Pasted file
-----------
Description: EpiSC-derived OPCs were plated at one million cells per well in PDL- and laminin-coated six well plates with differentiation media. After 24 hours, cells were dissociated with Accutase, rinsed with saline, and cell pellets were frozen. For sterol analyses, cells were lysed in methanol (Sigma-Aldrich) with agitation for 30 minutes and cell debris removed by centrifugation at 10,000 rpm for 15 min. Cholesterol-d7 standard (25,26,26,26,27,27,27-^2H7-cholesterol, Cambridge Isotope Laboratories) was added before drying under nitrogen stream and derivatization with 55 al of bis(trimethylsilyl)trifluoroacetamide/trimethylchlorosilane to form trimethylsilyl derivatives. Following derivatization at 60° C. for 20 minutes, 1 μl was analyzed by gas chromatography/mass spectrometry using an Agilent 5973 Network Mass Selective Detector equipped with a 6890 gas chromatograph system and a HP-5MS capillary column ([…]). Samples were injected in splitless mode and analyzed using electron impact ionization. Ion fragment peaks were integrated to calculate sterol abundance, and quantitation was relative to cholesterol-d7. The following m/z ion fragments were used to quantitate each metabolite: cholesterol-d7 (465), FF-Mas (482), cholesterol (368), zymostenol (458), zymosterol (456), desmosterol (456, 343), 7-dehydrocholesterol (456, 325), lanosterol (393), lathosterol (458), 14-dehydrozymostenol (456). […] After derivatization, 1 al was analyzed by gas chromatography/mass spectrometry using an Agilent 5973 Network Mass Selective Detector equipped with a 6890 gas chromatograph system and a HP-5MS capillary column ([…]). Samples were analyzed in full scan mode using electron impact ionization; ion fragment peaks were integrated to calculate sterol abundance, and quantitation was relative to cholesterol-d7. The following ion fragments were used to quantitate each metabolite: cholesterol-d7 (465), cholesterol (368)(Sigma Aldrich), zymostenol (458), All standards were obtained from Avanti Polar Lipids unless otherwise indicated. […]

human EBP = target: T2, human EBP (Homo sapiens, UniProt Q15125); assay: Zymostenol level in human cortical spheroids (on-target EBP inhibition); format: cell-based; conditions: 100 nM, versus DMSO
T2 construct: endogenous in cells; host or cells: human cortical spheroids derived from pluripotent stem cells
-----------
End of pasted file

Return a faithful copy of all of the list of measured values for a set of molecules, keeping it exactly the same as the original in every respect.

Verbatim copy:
Description: EpiSC-derived OPCs were plated at one million cells per well in PDL- and laminin-coated six well plates with differentiation media. After 24 hours, cells were dissociated with Accutase, rinsed with saline, and cell pellets were frozen. For sterol analyses, cells were lysed in methanol (Sigma-Aldrich) with agitation for 30 minutes and cell debris removed by centrifugation at 10,000 rpm for 15 min. Cholesterol-d7 standard (25,26,26,26,27,27,27-^2H7-cholesterol, Cambridge Isotope Laboratories) was added before drying under nitrogen stream and derivatization with 55 al of bis(trimethylsilyl)trifluoroacetamide/trimethylchlorosilane to form trimethylsilyl derivatives. Following derivatization at 60° C. for 20 minutes, 1 μl was analyzed by gas chromatography/mass spectrometry using an Agilent 5973 Network Mass Selective Detector equipped with a 6890 gas chromatograph system and a HP-5MS capillary column ([…]). Samples were injected in splitless mode and analyzed using electron impact ionization. Ion fragment peaks were integrated to calculate sterol abundance, and quantitation was relative to cholesterol-d7. The following m/z ion fragments were used to quantitate each metabolite: cholesterol-d7 (465), FF-Mas (482), cholesterol (368), zymostenol (458), zymosterol (456), desmosterol (456, 343), 7-dehydrocholesterol (456, 325), lanosterol (393), lathosterol (458), 14-dehydrozymostenol (456). […] After derivatization, 1 al was analyzed by gas chromatography/mass spectrometry using an Agilent 5973 Network Mass Selective Detector equipped with a 6890 gas chromatograph system and a HP-5MS capillary column ([…]). Samples were analyzed in full scan mode using electron impact ionization; ion fragment peaks were integrated to calculate sterol abundance, and quantitation was relative to cholesterol-d7. The following ion fragments were used to quantitate each metabolite: cholesterol-d7 (465), cholesterol (368)(Sigma Aldrich), zymostenol (458), All standards were obtained from Avanti Polar Lipids unless otherwise indicated. […]

human EBP = target: T2, human EBP (Homo sapiens, UniProt Q15125); assay: Zymostenol level in human cortical spheroids (on-target EBP inhibition); format: cell-based; conditions: 100 nM, versus DMSO
T2 construct: endogenous in cells; host or cells: human cortical spheroids derived from pluripotent stem cells